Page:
Writing a new musical

(8 Posts)
tennismad Wed 28-Nov-12 08:45:12

Thanks VERY MUCH contributors. very helpful. And it will be much more fun to write about strong female characters who are role models for younger girls. Has anyone got any differing views - or other suggestions? All ideas welcome. Tennismad

GrendelsMum Thu 22-Nov-12 10:25:08

I think young people can feel very powerless, so appreciate storylines in which they are shown as being capable and making change.

TunipTheHollowVegemalLantern Thu 22-Nov-12 09:35:41

'moral choices, changing the world' - yes, that has to be what is behind the current vogue for dystopian fiction which is popular with girls and boys.

GrendelsMum Wed 21-Nov-12 22:24:14

I had a book I loved when I was that age about a girl who became an actress and earned the money to save her aunt's business - it was all about taking on new challenges and responsibilites, and finally managing to do something that the adults hadn't succeeded at. (In restrospect, the 12 year old girl was remarkably business savvy and the adults were all kind of floating along a bit hopelessly.) Which is pretty much the same plot as Harry Potter, but with fewer witches.

acorntree Wed 21-Nov-12 22:16:10

My 12 year old dd would not be remotely interested in pink (grew out of pink aged about 8), and is not interested in boys (they are still annoying) / nails / hair / fashion / sport etc. ... agree with Turnip that strong female characters who show initiative, take on the world and win, is more the sort of thing that would appeal to her and her group of friends.

GrendelsMum Wed 21-Nov-12 22:07:47

Oh, I really wouldn't do PINK for 11-14 - that's way too young for them.

I think what Tunip says is good - friendships, discovering yourself, taking action, exercising control, making moral choices, changing the world (or the bit of it you can reach) would probably be much more appealing. I heard a chat on Woman's Hour, I think, with teenage girls saying that a lot of the issues about friendship in that age group are that they are trying out who they could be, what sort of person they were, what sort of things they did and didn't like.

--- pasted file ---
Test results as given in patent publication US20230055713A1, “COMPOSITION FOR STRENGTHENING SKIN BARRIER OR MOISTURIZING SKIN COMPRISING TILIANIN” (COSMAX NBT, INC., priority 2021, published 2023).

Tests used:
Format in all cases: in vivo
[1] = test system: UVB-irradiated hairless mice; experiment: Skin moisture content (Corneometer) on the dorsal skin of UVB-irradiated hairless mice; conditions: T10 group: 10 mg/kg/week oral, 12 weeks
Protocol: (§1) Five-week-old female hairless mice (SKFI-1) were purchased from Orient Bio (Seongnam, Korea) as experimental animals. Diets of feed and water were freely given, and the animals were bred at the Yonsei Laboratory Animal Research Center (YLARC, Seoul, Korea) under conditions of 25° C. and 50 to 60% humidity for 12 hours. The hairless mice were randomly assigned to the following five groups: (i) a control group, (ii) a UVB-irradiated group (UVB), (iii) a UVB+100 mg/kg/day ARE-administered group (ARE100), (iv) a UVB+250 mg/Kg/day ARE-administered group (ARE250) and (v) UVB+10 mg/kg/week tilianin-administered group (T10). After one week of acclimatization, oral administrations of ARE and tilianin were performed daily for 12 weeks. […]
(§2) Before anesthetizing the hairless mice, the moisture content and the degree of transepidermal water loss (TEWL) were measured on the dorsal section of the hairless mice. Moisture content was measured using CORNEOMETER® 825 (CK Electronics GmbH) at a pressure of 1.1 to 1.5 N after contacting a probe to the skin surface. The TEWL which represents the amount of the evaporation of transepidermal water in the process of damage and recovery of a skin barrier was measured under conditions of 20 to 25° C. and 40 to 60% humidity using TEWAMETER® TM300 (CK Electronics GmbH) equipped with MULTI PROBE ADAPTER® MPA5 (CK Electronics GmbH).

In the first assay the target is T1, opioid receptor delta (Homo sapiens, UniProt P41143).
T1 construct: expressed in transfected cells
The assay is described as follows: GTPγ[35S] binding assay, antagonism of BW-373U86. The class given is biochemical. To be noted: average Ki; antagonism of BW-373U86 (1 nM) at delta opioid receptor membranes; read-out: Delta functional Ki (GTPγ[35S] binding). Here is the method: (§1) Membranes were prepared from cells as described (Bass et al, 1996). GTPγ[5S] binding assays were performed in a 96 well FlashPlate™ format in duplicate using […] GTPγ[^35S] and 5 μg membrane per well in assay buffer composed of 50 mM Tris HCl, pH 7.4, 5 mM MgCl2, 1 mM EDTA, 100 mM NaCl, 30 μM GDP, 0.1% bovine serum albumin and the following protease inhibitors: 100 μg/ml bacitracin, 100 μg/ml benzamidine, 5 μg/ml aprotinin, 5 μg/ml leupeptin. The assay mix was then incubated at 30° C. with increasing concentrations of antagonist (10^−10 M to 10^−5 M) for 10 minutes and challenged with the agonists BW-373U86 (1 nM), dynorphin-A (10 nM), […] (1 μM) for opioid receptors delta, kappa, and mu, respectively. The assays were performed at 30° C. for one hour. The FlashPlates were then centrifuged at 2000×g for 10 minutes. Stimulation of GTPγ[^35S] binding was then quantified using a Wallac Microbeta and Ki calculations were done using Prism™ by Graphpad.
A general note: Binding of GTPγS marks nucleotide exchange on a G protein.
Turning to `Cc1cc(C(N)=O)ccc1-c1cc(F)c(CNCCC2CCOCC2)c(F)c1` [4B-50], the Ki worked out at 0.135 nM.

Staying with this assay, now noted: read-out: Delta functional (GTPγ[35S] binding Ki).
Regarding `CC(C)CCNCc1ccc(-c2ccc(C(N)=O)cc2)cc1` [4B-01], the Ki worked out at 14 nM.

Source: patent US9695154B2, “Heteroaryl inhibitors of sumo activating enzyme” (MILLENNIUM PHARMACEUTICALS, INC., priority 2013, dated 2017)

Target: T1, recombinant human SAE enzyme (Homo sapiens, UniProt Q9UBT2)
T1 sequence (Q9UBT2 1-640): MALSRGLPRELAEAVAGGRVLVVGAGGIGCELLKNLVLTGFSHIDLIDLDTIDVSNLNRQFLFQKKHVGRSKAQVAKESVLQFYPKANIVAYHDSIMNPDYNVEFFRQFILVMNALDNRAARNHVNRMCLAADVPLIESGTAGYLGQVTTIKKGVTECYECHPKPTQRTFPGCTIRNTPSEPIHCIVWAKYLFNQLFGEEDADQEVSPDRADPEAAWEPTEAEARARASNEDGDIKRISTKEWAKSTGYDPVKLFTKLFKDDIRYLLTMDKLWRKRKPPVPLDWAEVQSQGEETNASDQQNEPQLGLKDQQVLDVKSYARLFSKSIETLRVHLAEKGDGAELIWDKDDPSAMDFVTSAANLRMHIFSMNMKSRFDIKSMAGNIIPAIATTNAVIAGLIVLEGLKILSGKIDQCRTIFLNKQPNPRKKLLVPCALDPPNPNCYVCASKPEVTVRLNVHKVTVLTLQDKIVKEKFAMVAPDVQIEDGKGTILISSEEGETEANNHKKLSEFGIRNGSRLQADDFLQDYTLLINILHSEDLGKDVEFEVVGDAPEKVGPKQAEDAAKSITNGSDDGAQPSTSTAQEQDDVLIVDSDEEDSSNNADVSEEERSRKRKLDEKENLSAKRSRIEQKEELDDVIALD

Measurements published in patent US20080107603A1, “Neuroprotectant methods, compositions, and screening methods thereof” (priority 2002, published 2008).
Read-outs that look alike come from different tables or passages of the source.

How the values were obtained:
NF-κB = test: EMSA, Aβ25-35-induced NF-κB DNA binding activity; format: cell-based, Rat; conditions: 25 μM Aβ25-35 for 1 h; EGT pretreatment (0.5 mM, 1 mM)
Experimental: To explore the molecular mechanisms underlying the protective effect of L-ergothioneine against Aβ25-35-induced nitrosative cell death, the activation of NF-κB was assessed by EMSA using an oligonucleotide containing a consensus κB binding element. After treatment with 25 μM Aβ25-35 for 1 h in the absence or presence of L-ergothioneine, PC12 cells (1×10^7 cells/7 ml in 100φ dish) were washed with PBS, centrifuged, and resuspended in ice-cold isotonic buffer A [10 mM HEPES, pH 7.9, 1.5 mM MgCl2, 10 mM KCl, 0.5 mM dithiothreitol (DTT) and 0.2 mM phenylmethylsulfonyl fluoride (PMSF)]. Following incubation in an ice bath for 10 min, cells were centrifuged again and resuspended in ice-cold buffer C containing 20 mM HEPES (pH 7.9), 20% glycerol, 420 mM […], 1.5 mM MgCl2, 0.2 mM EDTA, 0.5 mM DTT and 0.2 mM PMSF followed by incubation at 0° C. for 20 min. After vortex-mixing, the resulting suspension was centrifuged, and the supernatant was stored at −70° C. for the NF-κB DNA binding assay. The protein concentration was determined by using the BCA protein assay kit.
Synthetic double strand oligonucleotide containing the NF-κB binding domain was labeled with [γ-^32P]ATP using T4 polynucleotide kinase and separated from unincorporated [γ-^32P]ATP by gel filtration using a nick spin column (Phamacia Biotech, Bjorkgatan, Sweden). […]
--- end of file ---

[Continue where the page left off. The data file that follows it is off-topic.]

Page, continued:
TunipTheHollowVegemalLantern Wed 21-Nov-12 14:59:27

I think if it is pink and stereotypical it will fail to excite anybody very much. A lot of them are well past their pink phase by that age, too, and see too much pinkness as babyish.
My advice would be to go to a bookshop/library and look at what girls of that age are reading.
Get a whole heap of Jacqueline Wilsons and the Hunger Games, to give you the full range.
You will find their concerns go a long way beyond hair and nails - even though appearance is a perennial concern that's always there in the background, it's not key to what they worry about IME - love and more universally, friendships (male and female) are more important, and the way appearance plays out in that is important but it is not the primary issue itself IYSWIM.
I think from the girls I know of that age, what they really want is strong female characters who take the initiative and really do stuff. (However somebody must be reading Twilight so clearly there is a market for passive and creepy vampire love stories too.)

tennismad Wed 21-Nov-12 14:31:42

Hi. I am a commissioned writer of musical theatre and have had 2 musicals produced - one for 7-11 age group and one for 14-20 age group, both for both sexes. I have now been asked to write a musical for GIRLS ONLY aged between 11-14. I am not a mum and basic research suggests girls in this age group today have widely differing interests - from boys/dates to sports to fashion/hair/nails and all things PINK. Your thoughts about subjects/issues/conflicts/desires for 11-14 age girls very welcome. Thanks, tennismad

Join the discussion

Join the discussion

Registering is free, easy, and means you can join in the discussion, get discounts, win prizes and lots more.

Register now